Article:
Exploring Diffusion and Adoption for Innovation – Part 3

Dealing with DarwinOne of my favorite books is “Dealing with Darwin– how great companies innovate at every phase of their evolution” written by Geoffrey Moore. It is well worth a read.

When you work through his other books and connected thinking of “Crossing the Chasm” and “Inside the Tornado” you really appreciate the learning stories coming out of Roger Moore’s studies of the Technology Adoption Life-Cycle.

We all need to rethink a lot as the new challenges come rushing towards us. In his work Geoffrey Moore talks about ‘traction’ and I think this is a great word for thinking about how to gain diffusion and adoption in product, service or business models, to gain market and customer acceptance.

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Exploring Diffusion and Adoption of Innovation – Part 2

Finding itThe future within our engagements will determine diffusion and adoption

It is all about letting go but also grabbing more at the same time, and then finding ‘it’.

Technology has opened up the door to both scale and fragmentation and social business is the one pushing through this open door. We are increasingly facing the Collaborative Economy everywhere we turn. Social business is becoming the denominator of success or failure.

We are needing to confront the new questions that are emerging

New rules are emerging – you could say new theories – and where are these fitting within the corporate mindset?

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Exploring Diffusion and Adoption for Innovation – Part 1

Theory and RealityAccording to Professor Clayton Christensen and drawn from his book Seeing What’s Next: Using the Theories of Innovation to Predict Industry Change”, by Clayton M. Christensen, Scott D. Anthony, and Erik A. Roth published by Harvard Business School Press, the only way to look into the future is to use theories.

The best way to make accurate sense of the present, and the best way to look into the future, is through the lens of theory.” The theory of innovation helps to understand the forces that shape the context and influence natural decisions.

This might not be fashionable for many because as soon as you introduce “theory” into the discussion for many of my practical colleagues they want to dismiss it.

Going back to Christensen “good theory provides a robust way to understand important developments, even when the data is limited. “Theory helps to block out the noise and to amplify the signal”.

Diffusion of Innovation Theory is important for our innovation understanding

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Making innovation practice spread

Recently I have enjoyed reading Peter J Denning’s thoughts around innovation. He is Distinguished Professor of Computer Science and Director of the Cebrowski Institure for information innovation at the Naval Postgraduate School in Monterey, California.

He discusses adoption, team practices, ubiquity, networks, language actions, the practice of innovation and other related topics. All are stimulating and worth finding the time to read but one caught my eye and I’ve gone back to it at least four, maybe five times. It intrigues me.  It is entitled “The idea idea” written in early 2011 and asks the question “What if practices rather than ideas are the main source of innovation?”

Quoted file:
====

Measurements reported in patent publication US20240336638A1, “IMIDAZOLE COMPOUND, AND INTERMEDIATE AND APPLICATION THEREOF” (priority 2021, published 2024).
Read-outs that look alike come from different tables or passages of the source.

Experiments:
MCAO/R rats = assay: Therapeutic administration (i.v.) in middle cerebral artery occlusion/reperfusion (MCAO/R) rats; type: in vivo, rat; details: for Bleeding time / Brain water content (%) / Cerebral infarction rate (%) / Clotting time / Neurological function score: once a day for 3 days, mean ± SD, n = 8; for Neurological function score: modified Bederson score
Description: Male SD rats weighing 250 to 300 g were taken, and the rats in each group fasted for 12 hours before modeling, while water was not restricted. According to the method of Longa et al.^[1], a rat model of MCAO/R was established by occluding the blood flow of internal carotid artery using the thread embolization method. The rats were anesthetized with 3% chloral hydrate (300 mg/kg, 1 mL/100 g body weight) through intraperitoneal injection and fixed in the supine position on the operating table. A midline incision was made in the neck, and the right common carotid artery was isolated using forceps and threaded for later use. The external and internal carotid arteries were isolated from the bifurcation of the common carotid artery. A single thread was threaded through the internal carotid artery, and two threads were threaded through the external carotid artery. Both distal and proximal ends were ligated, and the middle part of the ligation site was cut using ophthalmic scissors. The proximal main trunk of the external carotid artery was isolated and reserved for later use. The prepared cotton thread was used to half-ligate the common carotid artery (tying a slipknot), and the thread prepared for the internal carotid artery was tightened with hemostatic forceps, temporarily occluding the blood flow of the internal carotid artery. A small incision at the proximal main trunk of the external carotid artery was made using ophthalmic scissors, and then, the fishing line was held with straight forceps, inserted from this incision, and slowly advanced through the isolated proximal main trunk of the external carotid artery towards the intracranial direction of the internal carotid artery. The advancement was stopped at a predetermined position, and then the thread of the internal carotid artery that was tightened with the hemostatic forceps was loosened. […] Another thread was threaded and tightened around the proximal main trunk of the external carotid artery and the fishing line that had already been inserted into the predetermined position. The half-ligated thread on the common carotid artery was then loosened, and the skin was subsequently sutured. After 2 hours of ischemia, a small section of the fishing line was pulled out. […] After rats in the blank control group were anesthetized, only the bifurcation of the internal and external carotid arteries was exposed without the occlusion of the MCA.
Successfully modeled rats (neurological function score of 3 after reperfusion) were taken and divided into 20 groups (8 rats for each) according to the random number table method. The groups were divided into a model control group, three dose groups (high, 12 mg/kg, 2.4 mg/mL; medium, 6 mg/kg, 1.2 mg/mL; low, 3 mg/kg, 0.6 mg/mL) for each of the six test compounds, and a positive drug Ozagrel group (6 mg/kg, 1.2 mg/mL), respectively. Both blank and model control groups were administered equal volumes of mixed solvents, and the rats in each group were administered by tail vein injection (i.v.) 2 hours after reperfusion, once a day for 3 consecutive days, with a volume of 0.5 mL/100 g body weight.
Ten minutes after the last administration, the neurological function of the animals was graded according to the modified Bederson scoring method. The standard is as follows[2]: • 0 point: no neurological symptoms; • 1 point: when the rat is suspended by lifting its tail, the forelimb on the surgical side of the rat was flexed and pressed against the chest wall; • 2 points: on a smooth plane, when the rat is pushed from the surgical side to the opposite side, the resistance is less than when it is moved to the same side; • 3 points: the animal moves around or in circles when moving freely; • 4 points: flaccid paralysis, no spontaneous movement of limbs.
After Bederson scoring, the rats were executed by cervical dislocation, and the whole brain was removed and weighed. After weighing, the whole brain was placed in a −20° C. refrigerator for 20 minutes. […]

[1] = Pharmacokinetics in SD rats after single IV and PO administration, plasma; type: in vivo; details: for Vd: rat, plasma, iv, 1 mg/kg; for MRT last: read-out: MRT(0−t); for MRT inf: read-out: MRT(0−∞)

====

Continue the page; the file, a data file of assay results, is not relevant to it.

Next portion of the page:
I think we all agree “ideas pervade our professional work” and as Professor Denning points out “we borrow them, we apply them, we solve problems with them, we create new ones, and we try to foster more of them in our teams”. We do put a disproportionately greater emphasis on ideas yet as he points out, all these great ideas and the energy applied to them we still end up with really poor adoption rates, he suggests our success rate in business are around 4%.

All of this ‘idea’ energy seems to be wasting so much time, resources and money. He puts this so well “we are idea rich, selection baffled and adoption poor”

The whole thrust of the article is perhaps that innovation is not ideas generated and I agree so much on this, but practices adopted. We need to spend more efforts on the skills and adoption of new practices and as he suggests “as the framework for new practices” Continue reading

A recognition that innovation is a complex adaptive system

Maybe I’m taking on more than I can chew here but I’m going to attempt it. I apologise if it does not work for you, or you simply just give up on this but I am going to try to explain innovation as an complex adapative system. Why- I like the pain involved!  I’m certainly not in any shape or form an expert, or even that much of a student of complex systems, and what it fully consists off but I do need to explore this more, and a little shared pain helps in this as I go.

This issue is one I consistently come across in many references to innovation. The trouble is I’ve never been fully clear on what does make up a complex system for innovation. I’m not sure anyone does for complex systems either! But I want to establish a direct and clear set of links across to innovation without it involving me in ploughing through incredibly ‘dense’ academic papers on this subject.

It is amazing how Wikipedia is becoming rapidly a first call of reference, is it because it takes away all this density found in academic papers, or that the academic papers are written mostly for an informed group and for those of us, obviously sitting on the outside of this ‘elite’ group,we gravitate to where we seem welcome to gain a ‘reasonable’ and quick understanding. So this is my starting point. Continue reading